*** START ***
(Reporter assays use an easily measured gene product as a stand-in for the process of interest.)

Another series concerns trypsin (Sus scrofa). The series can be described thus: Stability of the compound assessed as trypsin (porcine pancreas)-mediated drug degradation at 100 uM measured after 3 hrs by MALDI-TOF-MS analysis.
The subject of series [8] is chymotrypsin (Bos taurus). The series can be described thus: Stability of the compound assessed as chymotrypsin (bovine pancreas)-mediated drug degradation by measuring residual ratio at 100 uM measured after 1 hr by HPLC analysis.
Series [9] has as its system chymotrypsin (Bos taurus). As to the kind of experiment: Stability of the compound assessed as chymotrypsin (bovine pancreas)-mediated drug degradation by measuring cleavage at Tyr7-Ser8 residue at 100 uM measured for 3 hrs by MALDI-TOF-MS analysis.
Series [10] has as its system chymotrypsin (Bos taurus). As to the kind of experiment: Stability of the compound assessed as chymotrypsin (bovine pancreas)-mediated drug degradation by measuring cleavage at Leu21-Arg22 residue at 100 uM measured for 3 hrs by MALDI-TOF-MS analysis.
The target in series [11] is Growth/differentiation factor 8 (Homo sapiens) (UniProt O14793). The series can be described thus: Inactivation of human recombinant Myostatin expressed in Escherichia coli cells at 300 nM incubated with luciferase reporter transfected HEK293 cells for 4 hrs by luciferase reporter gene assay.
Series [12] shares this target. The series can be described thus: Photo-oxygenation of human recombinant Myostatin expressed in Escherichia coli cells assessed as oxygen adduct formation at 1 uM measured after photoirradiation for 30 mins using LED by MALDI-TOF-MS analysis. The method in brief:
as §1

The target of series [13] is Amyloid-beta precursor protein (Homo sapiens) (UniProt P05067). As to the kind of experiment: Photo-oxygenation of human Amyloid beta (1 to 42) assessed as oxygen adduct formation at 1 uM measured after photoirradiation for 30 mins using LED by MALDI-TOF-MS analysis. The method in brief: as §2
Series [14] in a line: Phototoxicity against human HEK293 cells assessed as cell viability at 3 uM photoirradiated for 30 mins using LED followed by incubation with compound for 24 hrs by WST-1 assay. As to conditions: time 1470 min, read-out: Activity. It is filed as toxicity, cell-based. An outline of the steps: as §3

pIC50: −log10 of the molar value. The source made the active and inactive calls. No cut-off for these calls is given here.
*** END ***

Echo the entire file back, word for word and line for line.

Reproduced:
(Reporter assays use an easily measured gene product as a stand-in for the process of interest.)

Another series concerns trypsin (Sus scrofa). The series can be described thus: Stability of the compound assessed as trypsin (porcine pancreas)-mediated drug degradation at 100 uM measured after 3 hrs by MALDI-TOF-MS analysis.
The subject of series [8] is chymotrypsin (Bos taurus). The series can be described thus: Stability of the compound assessed as chymotrypsin (bovine pancreas)-mediated drug degradation by measuring residual ratio at 100 uM measured after 1 hr by HPLC analysis.
Series [9] has as its system chymotrypsin (Bos taurus). As to the kind of experiment: Stability of the compound assessed as chymotrypsin (bovine pancreas)-mediated drug degradation by measuring cleavage at Tyr7-Ser8 residue at 100 uM measured for 3 hrs by MALDI-TOF-MS analysis.
Series [10] has as its system chymotrypsin (Bos taurus). As to the kind of experiment: Stability of the compound assessed as chymotrypsin (bovine pancreas)-mediated drug degradation by measuring cleavage at Leu21-Arg22 residue at 100 uM measured for 3 hrs by MALDI-TOF-MS analysis.
The target in series [11] is Growth/differentiation factor 8 (Homo sapiens) (UniProt O14793). The series can be described thus: Inactivation of human recombinant Myostatin expressed in Escherichia coli cells at 300 nM incubated with luciferase reporter transfected HEK293 cells for 4 hrs by luciferase reporter gene assay.
Series [12] shares this target. The series can be described thus: Photo-oxygenation of human recombinant Myostatin expressed in Escherichia coli cells assessed as oxygen adduct formation at 1 uM measured after photoirradiation for 30 mins using LED by MALDI-TOF-MS analysis. The method in brief:
as §1

The target of series [13] is Amyloid-beta precursor protein (Homo sapiens) (UniProt P05067). As to the kind of experiment: Photo-oxygenation of human Amyloid beta (1 to 42) assessed as oxygen adduct formation at 1 uM measured after photoirradiation for 30 mins using LED by MALDI-TOF-MS analysis. The method in brief: as §2
Series [14] in a line: Phototoxicity against human HEK293 cells assessed as cell viability at 3 uM photoirradiated for 30 mins using LED followed by incubation with compound for 24 hrs by WST-1 assay. As to conditions: time 1470 min, read-out: Activity. It is filed as toxicity, cell-based. An outline of the steps: as §3

pIC50: −log10 of the molar value. The source made the active and inactive calls. No cut-off for these calls is given here.